I signed up for a three-race series this fall. I figured this was a great way to stay motivated, save a little money, and avoid the aggravation of choosing all of the exact right races. I should have known this was a guarantee that the universe would thwart my oh-so carefully laid plans.
Sure enough, I found myself with an injury, unable to run, or even walk without pain just a few weeks before the first of the three races, back in December. I skipped that race, which was a 5k. The Yeti Chase, which was last weekend, featured both a 10k and a 5k. I was registered for the 10k, but thankfully, I was able to switch to the 5k. I just got back to running about two weeks ago, and the farthest I run since my return was six miles, so I thought it would be best to be cautious. I was grateful just to be able to run.
Race morning arrived and I had planned nothing except my outfit. Not that it was a particularly snazzy outfit, it was just weather appropriate, clean, and dry. I had no idea whether I should even treat the event as a race or just a hard run. I didn’t know how fast I could or should run, given my recent return to the sport and my relatively low level of fitness. Driving 40 minutes to a 5k, picking up my race packet, doing a warm-up and a cool-down, and potentially taking 15 minutes to pump, would take up an entire morning. Was it really that important to run 3.1 miles?
Apparently, it was.
I made a race plan during my warm up. Better late than never, right? I felt like it would be crazy to go to the effort of showing up and give the race less than 100%. Running as fast as I can is a special treat. I look forward to it and I dread it. I hate to do it but I love having done it. If everything goes right, I get in the zone, and my brain stays out of the way while my legs do their thing. Yes, I would definitely have to race this 5k, now that I was here.
I wore my Garmin because I always go out too fast. I always intend to check it periodically during the first mile to ensure I’m not running a pace that feels stupidly easy and but is actually unsustainably fast. I always check it, discover I am running at least 30 seconds per mile faster than I’ve decided I should be running, and decide that I should go with that pace and try to hang on because it’s only 3.1 miles, after all.
Race day was no different. I thought an 8 minute mile pace to start would be reasonable, and yet every time I peeked, my Garmin flashed sexy numbers at me… 7:11, 7:21, 7:40 even as I ran uphill. Instead of slowing down, I went with it. The asphalt was smooth, the sun was shining through a clear blue sky, and my legs felt good.
The first mile felt amazing, as the first miles almost always do. Of course I asked myself “Should I slow down?” but it was more a courtesy, like the way they ask you at the supermarket “Did you find everything you needed?” just before you check out. No, of course I shouldn’t slow down. Yes, I should run at this unsustainable pace for now and hope that by some miracle, I can sustain it when my body tires. I passed the first mile mark at 7:21.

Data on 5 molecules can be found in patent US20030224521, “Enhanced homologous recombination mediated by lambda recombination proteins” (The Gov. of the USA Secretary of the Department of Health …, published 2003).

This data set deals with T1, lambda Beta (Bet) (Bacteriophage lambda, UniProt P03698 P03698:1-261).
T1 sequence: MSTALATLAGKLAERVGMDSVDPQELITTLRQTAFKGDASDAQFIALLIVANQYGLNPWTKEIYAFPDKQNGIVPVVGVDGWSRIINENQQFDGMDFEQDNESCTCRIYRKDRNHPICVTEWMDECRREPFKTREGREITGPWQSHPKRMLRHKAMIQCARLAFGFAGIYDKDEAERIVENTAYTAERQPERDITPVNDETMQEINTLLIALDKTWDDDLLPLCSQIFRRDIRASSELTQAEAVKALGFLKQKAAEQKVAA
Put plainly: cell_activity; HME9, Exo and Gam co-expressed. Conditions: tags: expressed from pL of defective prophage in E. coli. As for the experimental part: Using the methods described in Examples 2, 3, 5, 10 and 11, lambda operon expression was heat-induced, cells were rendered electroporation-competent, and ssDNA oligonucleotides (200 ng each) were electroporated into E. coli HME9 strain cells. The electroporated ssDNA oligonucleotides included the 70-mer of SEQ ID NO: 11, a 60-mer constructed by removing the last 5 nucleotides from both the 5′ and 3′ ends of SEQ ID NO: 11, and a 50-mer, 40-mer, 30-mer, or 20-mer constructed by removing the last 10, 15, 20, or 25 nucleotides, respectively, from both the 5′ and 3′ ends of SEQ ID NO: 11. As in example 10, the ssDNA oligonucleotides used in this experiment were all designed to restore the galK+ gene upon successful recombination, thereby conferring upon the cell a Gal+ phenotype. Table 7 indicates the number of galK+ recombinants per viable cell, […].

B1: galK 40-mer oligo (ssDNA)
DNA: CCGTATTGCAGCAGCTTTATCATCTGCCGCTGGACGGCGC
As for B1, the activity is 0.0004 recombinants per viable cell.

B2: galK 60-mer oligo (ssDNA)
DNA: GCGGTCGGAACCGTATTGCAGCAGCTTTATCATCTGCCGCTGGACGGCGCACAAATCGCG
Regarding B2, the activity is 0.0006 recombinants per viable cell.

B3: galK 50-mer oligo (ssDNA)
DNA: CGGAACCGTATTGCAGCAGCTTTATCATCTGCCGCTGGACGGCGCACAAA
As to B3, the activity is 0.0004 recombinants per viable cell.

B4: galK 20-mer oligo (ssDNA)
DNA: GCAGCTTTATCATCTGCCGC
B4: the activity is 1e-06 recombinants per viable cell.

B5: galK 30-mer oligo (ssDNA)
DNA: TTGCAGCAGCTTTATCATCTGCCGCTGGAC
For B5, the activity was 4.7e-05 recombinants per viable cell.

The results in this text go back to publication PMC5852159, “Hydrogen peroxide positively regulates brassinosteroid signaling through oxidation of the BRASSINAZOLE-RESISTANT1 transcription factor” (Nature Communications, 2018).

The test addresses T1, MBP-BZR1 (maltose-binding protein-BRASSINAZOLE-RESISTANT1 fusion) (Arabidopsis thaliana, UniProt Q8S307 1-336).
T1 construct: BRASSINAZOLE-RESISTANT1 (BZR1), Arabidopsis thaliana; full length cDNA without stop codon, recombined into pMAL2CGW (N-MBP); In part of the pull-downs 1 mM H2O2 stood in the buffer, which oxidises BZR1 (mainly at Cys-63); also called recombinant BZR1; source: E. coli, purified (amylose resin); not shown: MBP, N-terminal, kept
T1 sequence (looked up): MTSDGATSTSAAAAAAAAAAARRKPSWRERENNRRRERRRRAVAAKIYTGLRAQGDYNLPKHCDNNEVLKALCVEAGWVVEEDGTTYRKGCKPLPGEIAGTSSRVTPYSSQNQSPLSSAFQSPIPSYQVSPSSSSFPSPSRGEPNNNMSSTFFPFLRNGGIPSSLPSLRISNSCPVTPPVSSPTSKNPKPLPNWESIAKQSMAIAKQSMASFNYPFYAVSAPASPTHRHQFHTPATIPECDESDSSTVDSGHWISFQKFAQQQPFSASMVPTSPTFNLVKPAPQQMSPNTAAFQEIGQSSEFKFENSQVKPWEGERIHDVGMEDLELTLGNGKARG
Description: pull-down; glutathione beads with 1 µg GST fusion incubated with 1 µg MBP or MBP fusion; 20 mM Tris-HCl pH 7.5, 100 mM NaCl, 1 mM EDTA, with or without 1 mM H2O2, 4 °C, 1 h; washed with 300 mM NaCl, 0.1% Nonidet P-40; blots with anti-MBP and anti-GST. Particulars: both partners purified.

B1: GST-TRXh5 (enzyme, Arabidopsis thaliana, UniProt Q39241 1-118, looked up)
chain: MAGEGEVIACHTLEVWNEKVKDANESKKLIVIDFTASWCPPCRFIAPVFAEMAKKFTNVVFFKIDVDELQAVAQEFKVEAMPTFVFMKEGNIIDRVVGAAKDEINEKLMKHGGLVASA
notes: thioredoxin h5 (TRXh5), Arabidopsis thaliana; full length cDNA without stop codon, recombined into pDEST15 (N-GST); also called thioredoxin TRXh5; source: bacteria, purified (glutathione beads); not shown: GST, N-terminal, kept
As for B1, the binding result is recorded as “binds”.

Mile two brought a hill, a tailwind, and the beginning of the pain. My breathing was hard and ugly. I passed a big, stocky, bearded redhhead I named “The Lumberjack” in my mind. After I passed him, there was a significant gap between myself and the next person. My self-talk went something like this:
You gave birth to two babies, unmedicated. You’ve got this.
But I didn’t have any option. They had to come out. This is different.
Except having babies hurt worse than this.
I don’t know. I think this is worse.
That’s impossible. Childbirth is far worse than a little 5k.
It’s totally different. Having a baby is about turning your mind off and just letting your body do it.
How about we try that now?
Approaching the turnaround, I focused my gaze on the horizon, and tried the best I could shut my mind off while my legs worked. This approach worked for me until I passed the two mile work. I was running by myself. There was a lady in gray with a long brown ponytail about 25 yards ahead of me. I made her my singular focus. The purpose of every step was to get closer to her, with the eventual goal of passing her. Every so slowly, the gap between us narrowed. She remained strong though, and what I had wasn’t enough to reel her in.
I crossed the finish line, spent and happy.
Once I caught my breath, I checked my Garmin. My time was 24:42, good for 3rd in my age group and 17th woman. My splits were: Mile 1- 7:21, Mile 2- 8:00, Mile 3- 7:59. I went out way too fast, a mistake I make every time at this distance. At least I’m consistent.
My hastily formed goal, which I formulated at the kitchen sink on race morning, while scrubbing my pump parts, was to run an 8:00/mile pace, given my recent comeback from the injury that kept me off the roads for nearly two months. I ran my most recent 5k (which was on dirt, as opposed to pavement) just ten seconds per mile faster, so I can’t complain about where my fitness is at this point.
Below are pictures I took after the race, from my car (while it was parked). I know many runners take pictures while they are running. I don’t get that. That is not something I’ve ever done or probably ever will do. I don’t even take my phone on my runs.
It was the type of course and conditions that beg you to come out and run.